People who actively read your emails are more willing to answer surveys with 5 or more questions. However, you’re going to have a tough time getting your least responsive subscribers to respond if your feedback form is too long.

We suggest creating an alternate survey for your inactive subscribers. Limit yourself to one or two questions, and you’ll have a better chance at getting users to respond. Because you’re limited on how many questions you can ask, make sure each one counts.

You could ask one targeted question like, “What can we do to improve your experience with our brand?” These simple, open-ended questions can provide you with a wealth of data. Use what you learn to tune your email marketing strategy and get more engagement from stagnant subscribers.

Check Your Deliverability

Your email deliverability rate can also lead to lackluster engagement. It’s worth noting that deliverability and delivery are two different things. Delivery is focused on if a subscriber receives an email, and deliverability is where the email goes once it hits your subscribers’ inbox.

So, if your emails are getting kicked back to your email provider, you’re having a delivery issue. But if emails are going to your subscribers’ spam folder, this is considered a deliverability problem.

Believe it or not, a test of 1.5 billion emails showed that 70% had at least one deliverability issue. You’ll be happy to know that despite this startling statistic, there are a few ways to get more emails to land in front of your subscribers instead of going to the dreaded spam folder.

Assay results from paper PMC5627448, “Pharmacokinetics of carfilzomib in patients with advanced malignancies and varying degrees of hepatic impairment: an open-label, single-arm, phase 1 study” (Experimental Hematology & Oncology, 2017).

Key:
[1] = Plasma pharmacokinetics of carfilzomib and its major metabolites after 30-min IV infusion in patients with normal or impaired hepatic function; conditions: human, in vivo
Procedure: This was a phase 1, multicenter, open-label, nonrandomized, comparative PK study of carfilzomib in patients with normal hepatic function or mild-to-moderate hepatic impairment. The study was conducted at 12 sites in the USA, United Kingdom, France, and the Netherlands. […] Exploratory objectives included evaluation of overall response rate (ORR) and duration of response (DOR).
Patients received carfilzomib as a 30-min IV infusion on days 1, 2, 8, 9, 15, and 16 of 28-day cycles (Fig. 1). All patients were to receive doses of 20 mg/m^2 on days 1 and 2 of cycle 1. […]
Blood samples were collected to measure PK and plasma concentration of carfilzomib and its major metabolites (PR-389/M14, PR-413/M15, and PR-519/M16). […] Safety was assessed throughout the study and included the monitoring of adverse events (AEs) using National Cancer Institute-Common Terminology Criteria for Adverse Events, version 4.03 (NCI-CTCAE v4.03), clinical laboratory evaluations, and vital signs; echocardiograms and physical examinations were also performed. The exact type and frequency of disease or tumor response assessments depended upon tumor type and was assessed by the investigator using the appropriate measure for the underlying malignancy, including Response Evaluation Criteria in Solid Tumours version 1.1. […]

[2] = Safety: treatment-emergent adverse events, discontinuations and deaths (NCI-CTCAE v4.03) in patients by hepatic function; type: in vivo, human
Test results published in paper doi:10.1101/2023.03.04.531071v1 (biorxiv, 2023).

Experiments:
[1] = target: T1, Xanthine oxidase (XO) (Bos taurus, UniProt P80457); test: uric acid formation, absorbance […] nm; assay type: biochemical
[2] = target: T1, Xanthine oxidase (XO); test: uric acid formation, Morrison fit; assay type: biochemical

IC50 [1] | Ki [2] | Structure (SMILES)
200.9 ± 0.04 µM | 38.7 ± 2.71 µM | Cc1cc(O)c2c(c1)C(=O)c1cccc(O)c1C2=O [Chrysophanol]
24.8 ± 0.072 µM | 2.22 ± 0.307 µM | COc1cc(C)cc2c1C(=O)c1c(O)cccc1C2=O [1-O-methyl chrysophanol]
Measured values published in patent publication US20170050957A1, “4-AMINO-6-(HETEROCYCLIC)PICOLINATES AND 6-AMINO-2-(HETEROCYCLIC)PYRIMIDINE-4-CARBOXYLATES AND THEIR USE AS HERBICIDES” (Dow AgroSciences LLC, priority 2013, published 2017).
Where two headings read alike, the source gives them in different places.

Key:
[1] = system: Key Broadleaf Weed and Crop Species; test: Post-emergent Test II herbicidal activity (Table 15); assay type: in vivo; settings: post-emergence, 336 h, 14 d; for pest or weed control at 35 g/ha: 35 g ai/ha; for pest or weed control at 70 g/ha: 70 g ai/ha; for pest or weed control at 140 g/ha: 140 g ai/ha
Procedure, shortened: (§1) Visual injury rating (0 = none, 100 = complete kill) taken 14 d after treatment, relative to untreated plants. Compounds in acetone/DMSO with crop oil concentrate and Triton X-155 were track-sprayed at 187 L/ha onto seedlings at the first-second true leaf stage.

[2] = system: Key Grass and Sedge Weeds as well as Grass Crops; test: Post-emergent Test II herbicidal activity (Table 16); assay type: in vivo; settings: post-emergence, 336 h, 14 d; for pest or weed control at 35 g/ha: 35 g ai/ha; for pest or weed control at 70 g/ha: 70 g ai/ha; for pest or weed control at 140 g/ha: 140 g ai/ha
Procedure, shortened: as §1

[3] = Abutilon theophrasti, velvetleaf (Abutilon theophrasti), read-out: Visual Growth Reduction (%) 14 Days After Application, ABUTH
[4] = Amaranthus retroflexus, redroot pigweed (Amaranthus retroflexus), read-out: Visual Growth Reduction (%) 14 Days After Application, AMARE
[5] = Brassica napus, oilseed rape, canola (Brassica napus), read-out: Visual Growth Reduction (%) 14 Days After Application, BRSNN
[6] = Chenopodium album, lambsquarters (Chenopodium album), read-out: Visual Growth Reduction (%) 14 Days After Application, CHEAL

The most important factor in determining where an email goes is the authentication of the sender. If you use different servers to host your website and send emails, you’re going to encounter these issues. Luckily, there are plenty of free tools that help business owners and marketing teams align how their emails are delivered. This one seemingly small change can breathe fresh life into your lead list.

Scrub Your List

If all else fails, you should consider scrubbing your email list. If you’re not familiar with the term, it simply means to remove inactive subscribers from your list if all of your re-engagement strategies fail.

It doesn’t matter how hard you try; a percentage of your subscribers will refuse to engage with your campaigns. Instead of wasting time, money, and resources sending these people emails for the foreseeable future, you can cut your losses and start targeting users who are more likely to engage with your business.

We recommend scrubbing your list at least twice a year. You’ll want to use your existing inactive subscriber list and remove people that didn’t respond to any of the emails sent out through your re-engagement campaigns.

So, if a prospect gets your 5 emails from your recovery drip campaign, doesn’t open a single one, and continues not responding to emails, you may want to remove them from your lead list. Not only will this strategy save you money, but it will also help boost your engagement rate because you’re only sending emails to your most dedicated subscribers.

Final Thoughts

Email engagement is a crucial part of your success. If you want to grow your business, you need to reach people who are genuinely interested in your products, services, and brand. The tips presented today will help you refine your leads and re-engage your stagnant email list.

Interested in Learning More? Check out the video below – How to Win Back Customers with Reactivation Campaigns:

You Might Also Be Interested: Email Reactivation Strategies to Win Back Dormant Customers.